Sunday, July 26, 2015

The Mermaid Chair - Sue Monk Kidd

I'd been on a two week vacation with hardly anything to read (ack!!) and my sister gave me this for the ride home.  I've read a couple of other of the author's books (The Secret Life of Bees in 2002, The Invention of Wings last year) and recognized her style early on in this book.  Her writing has a languid, lush language that's a little bit too descriptive for my taste.  I'd prefer more narrative and dialogue.

The Mermaid Chair is the story of a middle aged woman, a recent empty-nester who goes back to her family home on an island and has an affair with a local monk-in-training.  The opening line is great:

"In the middle of my marriage, when I was above all Hugh's wife and Dee's mother, one of those unambiguous women with no desire to disturb the universe, I fell in love with a Benedictine monk."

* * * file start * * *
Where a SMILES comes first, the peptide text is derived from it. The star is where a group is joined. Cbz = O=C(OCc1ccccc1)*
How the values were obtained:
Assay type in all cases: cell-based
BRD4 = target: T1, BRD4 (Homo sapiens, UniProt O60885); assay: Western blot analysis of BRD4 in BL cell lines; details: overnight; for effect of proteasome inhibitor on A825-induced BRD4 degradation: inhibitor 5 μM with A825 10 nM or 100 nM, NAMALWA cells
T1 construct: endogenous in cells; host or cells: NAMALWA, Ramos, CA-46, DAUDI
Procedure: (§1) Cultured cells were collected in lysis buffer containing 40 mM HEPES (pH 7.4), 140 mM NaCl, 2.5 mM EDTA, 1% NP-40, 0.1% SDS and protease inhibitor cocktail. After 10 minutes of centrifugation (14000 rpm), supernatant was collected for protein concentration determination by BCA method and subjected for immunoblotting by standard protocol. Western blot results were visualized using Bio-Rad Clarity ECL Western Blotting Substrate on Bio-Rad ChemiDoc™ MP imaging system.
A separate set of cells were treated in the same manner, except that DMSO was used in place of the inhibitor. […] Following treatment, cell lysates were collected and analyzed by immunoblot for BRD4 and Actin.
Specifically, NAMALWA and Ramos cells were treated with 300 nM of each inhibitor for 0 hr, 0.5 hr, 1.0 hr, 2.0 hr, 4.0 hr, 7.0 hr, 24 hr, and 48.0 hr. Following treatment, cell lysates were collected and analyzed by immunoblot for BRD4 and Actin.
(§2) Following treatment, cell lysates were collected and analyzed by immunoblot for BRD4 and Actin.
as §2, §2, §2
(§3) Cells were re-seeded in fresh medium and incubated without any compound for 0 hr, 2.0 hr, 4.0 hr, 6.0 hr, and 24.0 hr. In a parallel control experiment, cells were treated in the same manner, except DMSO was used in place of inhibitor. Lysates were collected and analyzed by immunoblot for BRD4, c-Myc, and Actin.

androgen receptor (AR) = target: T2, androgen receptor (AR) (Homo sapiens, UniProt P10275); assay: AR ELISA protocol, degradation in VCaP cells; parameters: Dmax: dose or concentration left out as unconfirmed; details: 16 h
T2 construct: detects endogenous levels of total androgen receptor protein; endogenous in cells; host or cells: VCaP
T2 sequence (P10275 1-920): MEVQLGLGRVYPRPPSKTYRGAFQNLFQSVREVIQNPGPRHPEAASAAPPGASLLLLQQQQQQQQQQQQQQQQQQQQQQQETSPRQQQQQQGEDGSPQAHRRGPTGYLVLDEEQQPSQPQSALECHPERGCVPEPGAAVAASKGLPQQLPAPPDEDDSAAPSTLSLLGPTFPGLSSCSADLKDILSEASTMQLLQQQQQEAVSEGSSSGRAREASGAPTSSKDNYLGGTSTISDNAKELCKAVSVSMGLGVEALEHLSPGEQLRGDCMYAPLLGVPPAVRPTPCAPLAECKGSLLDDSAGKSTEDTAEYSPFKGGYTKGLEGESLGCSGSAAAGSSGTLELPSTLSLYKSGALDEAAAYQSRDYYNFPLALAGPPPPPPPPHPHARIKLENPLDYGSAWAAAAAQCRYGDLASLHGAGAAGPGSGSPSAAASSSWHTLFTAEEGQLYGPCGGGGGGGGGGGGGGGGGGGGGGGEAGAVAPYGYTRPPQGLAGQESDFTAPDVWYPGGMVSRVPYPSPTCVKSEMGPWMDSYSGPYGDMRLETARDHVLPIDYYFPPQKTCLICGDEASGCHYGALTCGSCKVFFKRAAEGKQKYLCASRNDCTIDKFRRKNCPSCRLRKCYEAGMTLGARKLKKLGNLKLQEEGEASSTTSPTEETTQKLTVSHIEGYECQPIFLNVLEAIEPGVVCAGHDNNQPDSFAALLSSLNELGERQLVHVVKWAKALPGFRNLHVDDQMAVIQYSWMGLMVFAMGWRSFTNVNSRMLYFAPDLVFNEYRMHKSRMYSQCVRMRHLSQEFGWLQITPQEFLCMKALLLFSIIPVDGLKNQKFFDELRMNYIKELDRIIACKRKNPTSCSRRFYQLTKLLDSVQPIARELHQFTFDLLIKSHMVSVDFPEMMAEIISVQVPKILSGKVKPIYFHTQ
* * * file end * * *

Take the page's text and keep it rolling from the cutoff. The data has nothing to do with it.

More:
It's told in first person as a remembrance of her time on the island and the relationship and why it came about.  I like the twists and turns and as she struggled with finding out what she wanted from life now that she was not defined as only a mother and wife.

At one point she ponders the meaning of soul: "...a squashy substance, like a piece of clay or dental mold, which collected the sum of a person's experience--a million indentations of happiness, desperation, fear, all the small piercings of beauty we've even known."

At another point she contemplates life without her husband: "What if there were no more Hugh in my life?  No more of these small antics, the moments we'd pieced together to form a history?  But were these habits of love--or love itself?"

Another nice line "The mind is so good at revising reality to suit our needs."

And then there's the monk, thinking about the purpose of the monastery" "they'd been picked for a hidden but noble experiment--to see if people might actually be able to live in genuine relatedness, to see if perhaps God had made a mistake by creating the human species."

A good read for the end of my trip.  Thanks, sis.

Published:  2005  Read: July 2015  Genre: Fiction

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